Monday, November 2, 2015

Commemoration of All the Faithful Departed

Better known as All Souls Day', today we of course remember the holy souls of those who have gone before us and pray that those in Purgatory may be able to enter Heaven. I've always had a devotion to the souls in Purgatory, especially those who may be there from within my family. What better place to celebrate this feast than at St. Odilo's Church in South suburban Chicago. It's fitting, as St. Odilo is the abbot who began All Souls' Day, first in his own abbey, and after his death the feast was extended to the entire Universal Church.

Below are some pictures of the Requiem Mass:

Father delivered an excellent homily on how it's OK to be sad that are loved ones are gone; that's why his vestments are black today. But our tears of sorrow can turn to tears of joy because we know that our loved ones aren't dead! The rest of the world may think these people are dead, but we as Catholics know better as we believe in the resurrection. It was great to hear him speak about how important it is to pray for the Holy Souls in Purgatory.

The schola was spot on too, such lovely music and chant we were able to hear today. I can't remember if I was able to hear this last year, as it is an option, but the schola sang the Sequence for the day, Dies Irae, and it was absolutely beautiful to hear and follow along with the English translation in my missal. You can read it below:

The day of wrath, that day
Will dissolve the world in ashes
As foretold by David and the Sibyl!

How much tremor there will be,
when the Judge will come,
investigating everything strictly!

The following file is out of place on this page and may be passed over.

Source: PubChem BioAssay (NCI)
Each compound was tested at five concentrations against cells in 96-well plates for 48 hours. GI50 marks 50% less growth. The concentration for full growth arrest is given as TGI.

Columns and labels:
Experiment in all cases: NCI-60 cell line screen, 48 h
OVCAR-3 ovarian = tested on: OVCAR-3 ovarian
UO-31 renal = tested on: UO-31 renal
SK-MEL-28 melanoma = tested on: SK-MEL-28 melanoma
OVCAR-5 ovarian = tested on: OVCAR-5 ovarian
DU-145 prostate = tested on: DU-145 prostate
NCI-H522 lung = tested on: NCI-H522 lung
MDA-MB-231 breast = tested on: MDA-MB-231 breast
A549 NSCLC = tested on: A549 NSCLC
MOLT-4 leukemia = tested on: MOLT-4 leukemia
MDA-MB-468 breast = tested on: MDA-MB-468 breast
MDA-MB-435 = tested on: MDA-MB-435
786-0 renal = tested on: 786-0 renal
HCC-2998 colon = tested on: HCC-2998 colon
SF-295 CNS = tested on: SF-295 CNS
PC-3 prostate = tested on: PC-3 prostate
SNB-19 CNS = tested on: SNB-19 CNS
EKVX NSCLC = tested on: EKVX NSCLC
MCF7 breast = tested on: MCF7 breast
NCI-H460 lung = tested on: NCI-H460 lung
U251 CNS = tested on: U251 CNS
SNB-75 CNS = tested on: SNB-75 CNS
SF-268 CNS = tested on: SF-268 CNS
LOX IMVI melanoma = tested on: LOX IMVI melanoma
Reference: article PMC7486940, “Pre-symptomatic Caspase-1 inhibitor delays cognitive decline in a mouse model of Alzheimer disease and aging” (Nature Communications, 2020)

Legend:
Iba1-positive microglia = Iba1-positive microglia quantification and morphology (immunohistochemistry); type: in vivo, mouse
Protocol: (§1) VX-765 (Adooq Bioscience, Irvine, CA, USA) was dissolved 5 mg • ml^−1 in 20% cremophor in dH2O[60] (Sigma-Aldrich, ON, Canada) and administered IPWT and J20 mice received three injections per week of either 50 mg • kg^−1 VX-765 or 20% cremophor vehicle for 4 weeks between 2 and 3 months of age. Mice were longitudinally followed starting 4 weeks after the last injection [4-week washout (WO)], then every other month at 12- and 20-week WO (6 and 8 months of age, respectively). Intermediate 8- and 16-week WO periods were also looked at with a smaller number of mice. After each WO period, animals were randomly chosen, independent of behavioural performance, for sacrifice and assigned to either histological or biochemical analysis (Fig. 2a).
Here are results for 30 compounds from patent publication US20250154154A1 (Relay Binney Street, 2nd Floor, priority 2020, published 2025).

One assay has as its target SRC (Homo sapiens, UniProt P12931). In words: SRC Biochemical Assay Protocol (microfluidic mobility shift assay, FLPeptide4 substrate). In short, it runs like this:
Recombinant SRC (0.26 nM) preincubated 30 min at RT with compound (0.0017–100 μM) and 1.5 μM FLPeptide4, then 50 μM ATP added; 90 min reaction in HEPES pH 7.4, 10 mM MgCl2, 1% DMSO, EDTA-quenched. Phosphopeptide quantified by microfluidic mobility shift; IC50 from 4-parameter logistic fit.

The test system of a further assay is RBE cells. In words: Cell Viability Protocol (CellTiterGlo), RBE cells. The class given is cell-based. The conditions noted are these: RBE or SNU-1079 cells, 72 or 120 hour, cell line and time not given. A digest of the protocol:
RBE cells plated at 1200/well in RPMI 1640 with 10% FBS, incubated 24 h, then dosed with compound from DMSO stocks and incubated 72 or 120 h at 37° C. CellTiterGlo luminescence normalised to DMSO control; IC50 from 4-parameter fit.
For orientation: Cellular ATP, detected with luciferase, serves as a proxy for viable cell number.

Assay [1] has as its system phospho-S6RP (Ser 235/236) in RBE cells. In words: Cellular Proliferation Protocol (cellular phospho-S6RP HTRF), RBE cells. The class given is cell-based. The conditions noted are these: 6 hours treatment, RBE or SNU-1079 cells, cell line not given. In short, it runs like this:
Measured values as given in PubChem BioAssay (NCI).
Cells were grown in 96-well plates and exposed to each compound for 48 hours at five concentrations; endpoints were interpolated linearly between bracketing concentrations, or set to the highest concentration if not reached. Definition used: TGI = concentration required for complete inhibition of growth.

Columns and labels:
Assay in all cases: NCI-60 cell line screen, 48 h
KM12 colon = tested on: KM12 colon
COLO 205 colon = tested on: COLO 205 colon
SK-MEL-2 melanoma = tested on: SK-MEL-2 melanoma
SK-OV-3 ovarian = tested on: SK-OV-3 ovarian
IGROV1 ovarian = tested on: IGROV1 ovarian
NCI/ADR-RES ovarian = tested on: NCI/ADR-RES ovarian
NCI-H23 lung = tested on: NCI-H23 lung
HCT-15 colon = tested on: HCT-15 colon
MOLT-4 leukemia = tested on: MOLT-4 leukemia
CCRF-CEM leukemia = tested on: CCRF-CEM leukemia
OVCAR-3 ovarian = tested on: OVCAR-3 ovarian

The trumpet, scattering a wondrous sound
through the regions of sepulchres,
will summon all before the Throne.

Death and nature will marvel,
when the creature arises,
to respond to the Judge.

The written book will be brought forth,
in which all is contained,
from which the world shall be judged.

When therefore the Judge will sit,
whatever hides will appear:
nothing will remain unpunished.

What am I, miserable, then to say?
Which patron to ask,
when [even] the just may [only] hardly be sure?

King of tremendous majesty,
Who freely savest those that have to be saved,
save me, Source of mercy.

Remember, merciful Jesus,
That I am the cause of Thy way:
Lest Thou lose me in that day.

Seeking me, Thou sattest tired:
Thou redeemedst [me] having suffered the Cross:
let not so much hardship be lost.

Just Judge of revenge,
give the gift of remission
before the day of reckoning.

I sigh, like the guilty one:
my face reddens in guilt:
Spare the supplicating one, God.

Thou who absolvedst Mary,
and heardest the Robber,
gavest hope to me, too.

My prayers are not worthy:
however, Thou, Good [Lord], do good,
lest I be burned up by eternal fire.

Grant me a place among the sheep,
and take me out from among the goats,
setting me on the right side.

Once the cursed have been rebuked,
sentenced to acrid flames:
Call Thou me with the blessed.

I meekly and humbly pray,
[my] heart is as crushed as the ashes:
perform the healing of mine end.

Tearful will be that day,
on which from the ash arises
the guilty man who is to be judged.
Spare him therefore, God.

Merciful Lord Jesus,
grant them rest. Amen.

It was truly wonderful to be present for this beautiful Mass and to go back to my old parish once again. I have to say, I have been very blessed with great homilists and reverent priests, and my current parish is no different. The pastor has just reintroduced the Sanctus and the Agnus Dei in Latin during the Mass I attend on Sunday mornings. It's great to know that all of our Church's beautiful traditions have not been cast aside, and are still living on even today. Our Church has so many rich treasures, and I'm glad I'm still able to experience them wherever I may go.

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